For five years, John Bul Dau walked a thousand miles to escape a country rife with starvation and genocide. His trial did not end, however, once he reached safety.
Tonight, he will stand in the Marshall Student Center and tell that tale of how a Southern Sudanese boy achieved the American dream.
Dau escaped twice from war-torn countries, South Sudan and Ethiopia, in 1987. He fled along with over 20,000 boys displaced during the Second Sudanese Civil War that killed 2.5 million.
During the exodus, the boys faced starvation, disease and attacks from soldiers and wild animals. Half of them died before reaching a refugee camp in Ethiopia.
Then, a 1991 war forced the remaining 10,000 boys to flee from Ethiopia to a northern Kenyan camp, where the aid workers dubbed the survivors the “Lost Boys of Sudan.”
For the next eight years, the International Rescue Committee offered the boys rehabilitation and education. Some learned how to manage a savings account or start their own business.
By 1999, it looked like the boys would not return to Sudan any time soon, as the fighting showed no signs of abating. The United Nations determined reuniting the boys with their families was not in the cards.
The U.S. Department of State agreed with the U.N.’s recommendation to resettle 3,600 of the boys to the U.S.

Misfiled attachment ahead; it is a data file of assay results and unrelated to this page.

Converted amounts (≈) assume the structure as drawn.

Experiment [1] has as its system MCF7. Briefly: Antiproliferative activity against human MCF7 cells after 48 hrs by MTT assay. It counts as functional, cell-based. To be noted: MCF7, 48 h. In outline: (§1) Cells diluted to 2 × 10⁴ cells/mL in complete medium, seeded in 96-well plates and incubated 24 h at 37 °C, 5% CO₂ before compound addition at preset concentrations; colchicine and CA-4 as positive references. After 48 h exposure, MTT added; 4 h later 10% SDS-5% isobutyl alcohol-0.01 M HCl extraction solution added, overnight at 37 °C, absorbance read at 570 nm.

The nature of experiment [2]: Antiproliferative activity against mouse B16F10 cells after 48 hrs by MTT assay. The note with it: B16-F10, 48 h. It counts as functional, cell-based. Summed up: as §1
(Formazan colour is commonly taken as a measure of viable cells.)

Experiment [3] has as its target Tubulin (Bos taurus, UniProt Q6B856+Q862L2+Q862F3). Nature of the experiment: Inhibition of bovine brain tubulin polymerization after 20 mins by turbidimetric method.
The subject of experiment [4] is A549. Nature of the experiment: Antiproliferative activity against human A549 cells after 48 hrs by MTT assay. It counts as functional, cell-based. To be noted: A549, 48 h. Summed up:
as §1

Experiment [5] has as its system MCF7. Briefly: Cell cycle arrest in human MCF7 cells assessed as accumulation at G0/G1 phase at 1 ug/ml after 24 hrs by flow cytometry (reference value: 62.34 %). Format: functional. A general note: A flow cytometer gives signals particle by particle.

The lost boys, now men, were moved into apartments across the U.S., where they lived together. Many live together as a family to this day.
A 2006 documentary chronicled the story of three of these men adjusting to life in a first-world country. The documentary was named “God Grew Tired of Us,” a sentence Dau said to rationalize the human suffering he saw.
The film documented their struggle to find a job, eat strange food and adjust to American culture while coping with leaving their country behind.
Dau, who was a focus of the documentary, co-authored his first book that bore the same title of the film. The documentary was a winner at the Sundance Film Festival and Dau’s book won National Geographic’s Emerging Explorers award.
Dau has since written a second book, titled “Lost Boy, Lost Girl: Escaping Civil War in Sudan.”
When Dau isn’t traveling as a motivational speaker, he is working as president of the John Dau Foundation.
His foundation opened the Duk Lost Boys Clinic in his home village. The clinic has given medical care to more than 110,000 patients, including thousands of vaccinations and childbirths.
Dau now lives in Syracuse, New York, with his wife and three children.
The lecture, costing $7,850, is part of the University Lecture Series sponsored by the Center for Student Involvement. He is the second speaker this semester, after broadcast journalist Soledad O’Brien last month. The third speaker has not been announced.
The lecture will be held at 7:30 p.m. in Marshall Student Center, room 2708.